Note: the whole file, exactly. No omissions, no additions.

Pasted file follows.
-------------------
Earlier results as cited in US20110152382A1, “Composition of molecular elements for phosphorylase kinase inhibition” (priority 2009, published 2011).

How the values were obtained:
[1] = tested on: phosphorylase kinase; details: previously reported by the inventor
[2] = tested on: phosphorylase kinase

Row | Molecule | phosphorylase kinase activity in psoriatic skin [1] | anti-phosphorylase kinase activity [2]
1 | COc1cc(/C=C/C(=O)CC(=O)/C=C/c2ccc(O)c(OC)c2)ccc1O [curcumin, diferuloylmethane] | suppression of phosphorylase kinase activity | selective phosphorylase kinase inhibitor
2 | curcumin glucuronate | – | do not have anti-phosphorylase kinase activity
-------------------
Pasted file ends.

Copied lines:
Earlier results as cited in US20110152382A1, “Composition of molecular elements for phosphorylase kinase inhibition” (priority 2009, published 2011).

How the values were obtained:
[1] = tested on: phosphorylase kinase; details: previously reported by the inventor
[2] = tested on: phosphorylase kinase

Row | Molecule | phosphorylase kinase activity in psoriatic skin [1] | anti-phosphorylase kinase activity [2]
1 | COc1cc(/C=C/C(=O)CC(=O)/C=C/c2ccc(O)c(OC)c2)ccc1O [curcumin, diferuloylmethane] | suppression of phosphorylase kinase activity | selective phosphorylase kinase inhibitor
2 | curcumin glucuronate | – | do not have anti-phosphorylase kinase activity